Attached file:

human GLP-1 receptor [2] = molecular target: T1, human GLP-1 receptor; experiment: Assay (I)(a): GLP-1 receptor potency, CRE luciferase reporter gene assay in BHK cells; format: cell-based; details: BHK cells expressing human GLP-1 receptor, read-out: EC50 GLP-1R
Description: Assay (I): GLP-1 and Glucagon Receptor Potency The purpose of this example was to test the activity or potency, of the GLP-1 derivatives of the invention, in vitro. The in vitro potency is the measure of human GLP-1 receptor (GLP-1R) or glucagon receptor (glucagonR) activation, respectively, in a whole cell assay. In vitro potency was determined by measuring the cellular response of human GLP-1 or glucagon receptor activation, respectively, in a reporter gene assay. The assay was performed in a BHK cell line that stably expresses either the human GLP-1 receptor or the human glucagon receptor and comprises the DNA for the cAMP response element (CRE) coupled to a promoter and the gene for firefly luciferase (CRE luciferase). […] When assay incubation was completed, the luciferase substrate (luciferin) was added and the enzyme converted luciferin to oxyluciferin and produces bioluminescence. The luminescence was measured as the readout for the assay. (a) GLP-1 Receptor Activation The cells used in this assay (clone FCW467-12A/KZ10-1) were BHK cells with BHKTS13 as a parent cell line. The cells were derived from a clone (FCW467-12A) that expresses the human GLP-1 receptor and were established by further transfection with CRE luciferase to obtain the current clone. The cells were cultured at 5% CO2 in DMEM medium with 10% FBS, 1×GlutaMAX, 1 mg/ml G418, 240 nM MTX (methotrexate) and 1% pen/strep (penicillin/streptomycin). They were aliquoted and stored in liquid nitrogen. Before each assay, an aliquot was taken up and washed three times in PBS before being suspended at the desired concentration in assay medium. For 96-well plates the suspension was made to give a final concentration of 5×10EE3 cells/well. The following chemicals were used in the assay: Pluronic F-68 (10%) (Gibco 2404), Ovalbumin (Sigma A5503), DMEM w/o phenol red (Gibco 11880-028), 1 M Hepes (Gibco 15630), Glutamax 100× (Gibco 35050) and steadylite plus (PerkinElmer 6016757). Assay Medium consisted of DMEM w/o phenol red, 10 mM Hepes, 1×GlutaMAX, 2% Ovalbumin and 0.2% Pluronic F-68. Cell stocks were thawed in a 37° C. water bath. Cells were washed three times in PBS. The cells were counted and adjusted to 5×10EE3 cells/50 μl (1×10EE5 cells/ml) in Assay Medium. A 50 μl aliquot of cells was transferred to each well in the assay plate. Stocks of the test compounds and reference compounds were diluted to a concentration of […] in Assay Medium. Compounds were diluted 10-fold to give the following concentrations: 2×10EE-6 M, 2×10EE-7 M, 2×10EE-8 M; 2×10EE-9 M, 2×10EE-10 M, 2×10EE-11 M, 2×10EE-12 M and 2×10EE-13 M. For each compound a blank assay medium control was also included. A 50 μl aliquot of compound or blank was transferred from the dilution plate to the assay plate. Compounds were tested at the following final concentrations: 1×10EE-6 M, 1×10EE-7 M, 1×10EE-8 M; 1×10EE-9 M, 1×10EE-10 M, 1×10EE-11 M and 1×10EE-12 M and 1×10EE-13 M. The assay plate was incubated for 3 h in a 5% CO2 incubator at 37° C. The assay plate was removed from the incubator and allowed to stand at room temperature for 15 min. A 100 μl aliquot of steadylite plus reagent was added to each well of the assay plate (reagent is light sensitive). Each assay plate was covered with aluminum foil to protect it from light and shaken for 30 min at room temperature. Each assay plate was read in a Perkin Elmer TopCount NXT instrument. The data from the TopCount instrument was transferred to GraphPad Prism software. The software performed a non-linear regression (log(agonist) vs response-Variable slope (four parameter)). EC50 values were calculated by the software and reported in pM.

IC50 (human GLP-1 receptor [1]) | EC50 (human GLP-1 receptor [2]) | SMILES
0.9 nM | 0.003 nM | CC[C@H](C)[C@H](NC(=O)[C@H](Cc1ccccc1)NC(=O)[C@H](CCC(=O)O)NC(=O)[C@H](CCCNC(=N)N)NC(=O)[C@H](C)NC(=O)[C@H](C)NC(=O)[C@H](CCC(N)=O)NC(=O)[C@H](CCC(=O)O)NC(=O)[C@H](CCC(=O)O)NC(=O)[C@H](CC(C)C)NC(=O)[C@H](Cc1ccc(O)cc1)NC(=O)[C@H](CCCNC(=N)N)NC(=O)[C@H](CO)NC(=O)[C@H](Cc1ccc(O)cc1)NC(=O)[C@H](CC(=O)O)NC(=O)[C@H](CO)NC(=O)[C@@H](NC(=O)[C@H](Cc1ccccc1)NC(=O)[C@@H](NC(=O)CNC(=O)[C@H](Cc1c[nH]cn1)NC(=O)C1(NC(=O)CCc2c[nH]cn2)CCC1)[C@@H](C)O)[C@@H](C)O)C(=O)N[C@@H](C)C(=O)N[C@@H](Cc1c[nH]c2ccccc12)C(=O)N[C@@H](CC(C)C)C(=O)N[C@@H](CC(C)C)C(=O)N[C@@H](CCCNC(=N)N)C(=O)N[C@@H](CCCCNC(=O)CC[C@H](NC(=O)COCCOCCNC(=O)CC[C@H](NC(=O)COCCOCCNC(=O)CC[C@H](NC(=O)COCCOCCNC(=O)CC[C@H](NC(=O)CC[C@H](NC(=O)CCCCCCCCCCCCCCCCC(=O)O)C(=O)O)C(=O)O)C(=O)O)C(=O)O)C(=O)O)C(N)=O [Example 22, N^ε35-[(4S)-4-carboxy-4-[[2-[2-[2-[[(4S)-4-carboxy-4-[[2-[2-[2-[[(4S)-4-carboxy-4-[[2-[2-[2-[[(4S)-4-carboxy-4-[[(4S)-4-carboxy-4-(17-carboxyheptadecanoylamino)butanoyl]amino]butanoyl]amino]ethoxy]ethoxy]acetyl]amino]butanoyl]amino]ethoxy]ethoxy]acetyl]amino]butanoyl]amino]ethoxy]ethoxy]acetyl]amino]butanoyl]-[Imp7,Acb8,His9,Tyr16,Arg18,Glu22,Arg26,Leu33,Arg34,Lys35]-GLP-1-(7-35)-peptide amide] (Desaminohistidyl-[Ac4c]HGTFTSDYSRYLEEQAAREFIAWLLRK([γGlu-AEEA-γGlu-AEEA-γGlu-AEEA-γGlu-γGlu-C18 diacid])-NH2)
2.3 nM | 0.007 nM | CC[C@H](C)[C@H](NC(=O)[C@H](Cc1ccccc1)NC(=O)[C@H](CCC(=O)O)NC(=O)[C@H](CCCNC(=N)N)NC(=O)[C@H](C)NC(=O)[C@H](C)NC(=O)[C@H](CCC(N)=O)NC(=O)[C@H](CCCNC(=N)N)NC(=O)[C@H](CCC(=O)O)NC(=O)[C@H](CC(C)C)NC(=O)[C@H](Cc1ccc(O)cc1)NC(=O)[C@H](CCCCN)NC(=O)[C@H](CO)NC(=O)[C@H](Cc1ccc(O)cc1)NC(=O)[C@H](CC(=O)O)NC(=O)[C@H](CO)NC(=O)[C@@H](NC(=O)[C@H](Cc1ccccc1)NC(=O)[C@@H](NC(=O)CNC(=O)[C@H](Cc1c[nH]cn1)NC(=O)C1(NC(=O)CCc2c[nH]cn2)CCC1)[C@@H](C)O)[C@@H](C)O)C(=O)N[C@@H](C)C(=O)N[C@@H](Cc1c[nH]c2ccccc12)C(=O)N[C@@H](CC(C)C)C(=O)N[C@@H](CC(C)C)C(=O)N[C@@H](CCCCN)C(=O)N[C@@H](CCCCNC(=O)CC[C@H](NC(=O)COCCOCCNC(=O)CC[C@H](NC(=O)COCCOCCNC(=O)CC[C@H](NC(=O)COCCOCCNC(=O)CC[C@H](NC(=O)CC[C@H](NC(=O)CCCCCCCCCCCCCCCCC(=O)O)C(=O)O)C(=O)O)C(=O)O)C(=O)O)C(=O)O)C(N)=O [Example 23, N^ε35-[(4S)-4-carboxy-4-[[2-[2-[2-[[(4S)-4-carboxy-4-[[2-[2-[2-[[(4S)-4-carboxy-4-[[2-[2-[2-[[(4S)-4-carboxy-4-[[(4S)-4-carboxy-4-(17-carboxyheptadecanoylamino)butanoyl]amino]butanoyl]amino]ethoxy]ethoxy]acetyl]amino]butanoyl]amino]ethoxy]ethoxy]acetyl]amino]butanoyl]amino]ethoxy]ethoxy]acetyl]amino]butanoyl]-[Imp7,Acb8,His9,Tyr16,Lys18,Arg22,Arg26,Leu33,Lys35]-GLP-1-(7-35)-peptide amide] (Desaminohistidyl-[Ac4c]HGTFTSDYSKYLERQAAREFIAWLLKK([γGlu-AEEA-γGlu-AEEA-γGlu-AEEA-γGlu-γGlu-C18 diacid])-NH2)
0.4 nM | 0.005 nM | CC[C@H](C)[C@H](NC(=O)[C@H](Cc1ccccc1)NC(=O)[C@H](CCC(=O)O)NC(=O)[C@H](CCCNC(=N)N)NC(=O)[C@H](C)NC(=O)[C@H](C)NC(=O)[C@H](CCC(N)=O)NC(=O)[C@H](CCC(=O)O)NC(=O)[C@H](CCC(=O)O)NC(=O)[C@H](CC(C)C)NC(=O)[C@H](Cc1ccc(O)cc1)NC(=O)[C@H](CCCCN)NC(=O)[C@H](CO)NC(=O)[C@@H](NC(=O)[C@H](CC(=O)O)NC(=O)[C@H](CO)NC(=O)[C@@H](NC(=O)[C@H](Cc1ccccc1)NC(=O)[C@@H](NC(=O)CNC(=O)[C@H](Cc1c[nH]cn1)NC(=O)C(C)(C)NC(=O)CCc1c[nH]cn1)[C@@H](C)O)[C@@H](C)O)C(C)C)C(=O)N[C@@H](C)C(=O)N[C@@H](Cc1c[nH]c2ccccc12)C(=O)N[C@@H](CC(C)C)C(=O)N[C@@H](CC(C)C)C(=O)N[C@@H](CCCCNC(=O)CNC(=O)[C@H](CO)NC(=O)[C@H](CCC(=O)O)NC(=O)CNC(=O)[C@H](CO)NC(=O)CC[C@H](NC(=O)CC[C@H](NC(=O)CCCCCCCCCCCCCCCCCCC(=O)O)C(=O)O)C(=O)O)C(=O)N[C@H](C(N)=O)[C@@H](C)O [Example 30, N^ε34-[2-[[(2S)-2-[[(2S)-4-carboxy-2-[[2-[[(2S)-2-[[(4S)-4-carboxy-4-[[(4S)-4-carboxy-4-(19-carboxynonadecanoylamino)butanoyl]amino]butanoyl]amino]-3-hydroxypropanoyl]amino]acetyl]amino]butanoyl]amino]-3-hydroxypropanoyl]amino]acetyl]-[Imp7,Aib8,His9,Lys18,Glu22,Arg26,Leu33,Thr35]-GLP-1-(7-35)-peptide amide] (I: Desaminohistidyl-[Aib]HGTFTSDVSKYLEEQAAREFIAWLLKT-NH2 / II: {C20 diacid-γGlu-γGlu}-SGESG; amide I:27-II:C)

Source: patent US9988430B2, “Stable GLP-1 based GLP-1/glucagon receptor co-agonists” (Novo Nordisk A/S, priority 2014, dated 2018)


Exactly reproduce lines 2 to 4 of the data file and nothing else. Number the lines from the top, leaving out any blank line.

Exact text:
Description: Assay (I): GLP-1 and Glucagon Receptor Potency The purpose of this example was to test the activity or potency, of the GLP-1 derivatives of the invention, in vitro. The in vitro potency is the measure of human GLP-1 receptor (GLP-1R) or glucagon receptor (glucagonR) activation, respectively, in a whole cell assay. In vitro potency was determined by measuring the cellular response of human GLP-1 or glucagon receptor activation, respectively, in a reporter gene assay. The assay was performed in a BHK cell line that stably expresses either the human GLP-1 receptor or the human glucagon receptor and comprises the DNA for the cAMP response element (CRE) coupled to a promoter and the gene for firefly luciferase (CRE luciferase). […] When assay incubation was completed, the luciferase substrate (luciferin) was added and the enzyme converted luciferin to oxyluciferin and produces bioluminescence. The luminescence was measured as the readout for the assay. (a) GLP-1 Receptor Activation The cells used in this assay (clone FCW467-12A/KZ10-1) were BHK cells with BHKTS13 as a parent cell line. The cells were derived from a clone (FCW467-12A) that expresses the human GLP-1 receptor and were established by further transfection with CRE luciferase to obtain the current clone. The cells were cultured at 5% CO2 in DMEM medium with 10% FBS, 1×GlutaMAX, 1 mg/ml G418, 240 nM MTX (methotrexate) and 1% pen/strep (penicillin/streptomycin). They were aliquoted and stored in liquid nitrogen. Before each assay, an aliquot was taken up and washed three times in PBS before being suspended at the desired concentration in assay medium. For 96-well plates the suspension was made to give a final concentration of 5×10EE3 cells/well. The following chemicals were used in the assay: Pluronic F-68 (10%) (Gibco 2404), Ovalbumin (Sigma A5503), DMEM w/o phenol red (Gibco 11880-028), 1 M Hepes (Gibco 15630), Glutamax 100× (Gibco 35050) and steadylite plus (PerkinElmer 6016757). Assay Medium consisted of DMEM w/o phenol red, 10 mM Hepes, 1×GlutaMAX, 2% Ovalbumin and 0.2% Pluronic F-68. Cell stocks were thawed in a 37° C. water bath. Cells were washed three times in PBS. The cells were counted and adjusted to 5×10EE3 cells/50 μl (1×10EE5 cells/ml) in Assay Medium. A 50 μl aliquot of cells was transferred to each well in the assay plate. Stocks of the test compounds and reference compounds were diluted to a concentration of […] in Assay Medium. Compounds were diluted 10-fold to give the following concentrations: 2×10EE-6 M, 2×10EE-7 M, 2×10EE-8 M; 2×10EE-9 M, 2×10EE-10 M, 2×10EE-11 M, 2×10EE-12 M and 2×10EE-13 M. For each compound a blank assay medium control was also included. A 50 μl aliquot of compound or blank was transferred from the dilution plate to the assay plate. Compounds were tested at the following final concentrations: 1×10EE-6 M, 1×10EE-7 M, 1×10EE-8 M; 1×10EE-9 M, 1×10EE-10 M, 1×10EE-11 M and 1×10EE-12 M and 1×10EE-13 M. The assay plate was incubated for 3 h in a 5% CO2 incubator at 37° C. The assay plate was removed from the incubator and allowed to stand at room temperature for 15 min. A 100 μl aliquot of steadylite plus reagent was added to each well of the assay plate (reagent is light sensitive). Each assay plate was covered with aluminum foil to protect it from light and shaken for 30 min at room temperature. Each assay plate was read in a Perkin Elmer TopCount NXT instrument. The data from the TopCount instrument was transferred to GraphPad Prism software. The software performed a non-linear regression (log(agonist) vs response-Variable slope (four parameter)). EC50 values were calculated by the software and reported in pM.

IC50 (human GLP-1 receptor [1]) | EC50 (human GLP-1 receptor [2]) | SMILES
0.9 nM | 0.003 nM | CC[C@H](C)[C@H](NC(=O)[C@H](Cc1ccccc1)NC(=O)[C@H](CCC(=O)O)NC(=O)[C@H](CCCNC(=N)N)NC(=O)[C@H](C)NC(=O)[C@H](C)NC(=O)[C@H](CCC(N)=O)NC(=O)[C@H](CCC(=O)O)NC(=O)[C@H](CCC(=O)O)NC(=O)[C@H](CC(C)C)NC(=O)[C@H](Cc1ccc(O)cc1)NC(=O)[C@H](CCCNC(=N)N)NC(=O)[C@H](CO)NC(=O)[C@H](Cc1ccc(O)cc1)NC(=O)[C@H](CC(=O)O)NC(=O)[C@H](CO)NC(=O)[C@@H](NC(=O)[C@H](Cc1ccccc1)NC(=O)[C@@H](NC(=O)CNC(=O)[C@H](Cc1c[nH]cn1)NC(=O)C1(NC(=O)CCc2c[nH]cn2)CCC1)[C@@H](C)O)[C@@H](C)O)C(=O)N[C@@H](C)C(=O)N[C@@H](Cc1c[nH]c2ccccc12)C(=O)N[C@@H](CC(C)C)C(=O)N[C@@H](CC(C)C)C(=O)N[C@@H](CCCNC(=N)N)C(=O)N[C@@H](CCCCNC(=O)CC[C@H](NC(=O)COCCOCCNC(=O)CC[C@H](NC(=O)COCCOCCNC(=O)CC[C@H](NC(=O)COCCOCCNC(=O)CC[C@H](NC(=O)CC[C@H](NC(=O)CCCCCCCCCCCCCCCCC(=O)O)C(=O)O)C(=O)O)C(=O)O)C(=O)O)C(=O)O)C(N)=O [Example 22, N^ε35-[(4S)-4-carboxy-4-[[2-[2-[2-[[(4S)-4-carboxy-4-[[2-[2-[2-[[(4S)-4-carboxy-4-[[2-[2-[2-[[(4S)-4-carboxy-4-[[(4S)-4-carboxy-4-(17-carboxyheptadecanoylamino)butanoyl]amino]butanoyl]amino]ethoxy]ethoxy]acetyl]amino]butanoyl]amino]ethoxy]ethoxy]acetyl]amino]butanoyl]amino]ethoxy]ethoxy]acetyl]amino]butanoyl]-[Imp7,Acb8,His9,Tyr16,Arg18,Glu22,Arg26,Leu33,Arg34,Lys35]-GLP-1-(7-35)-peptide amide] (Desaminohistidyl-[Ac4c]HGTFTSDYSRYLEEQAAREFIAWLLRK([γGlu-AEEA-γGlu-AEEA-γGlu-AEEA-γGlu-γGlu-C18 diacid])-NH2)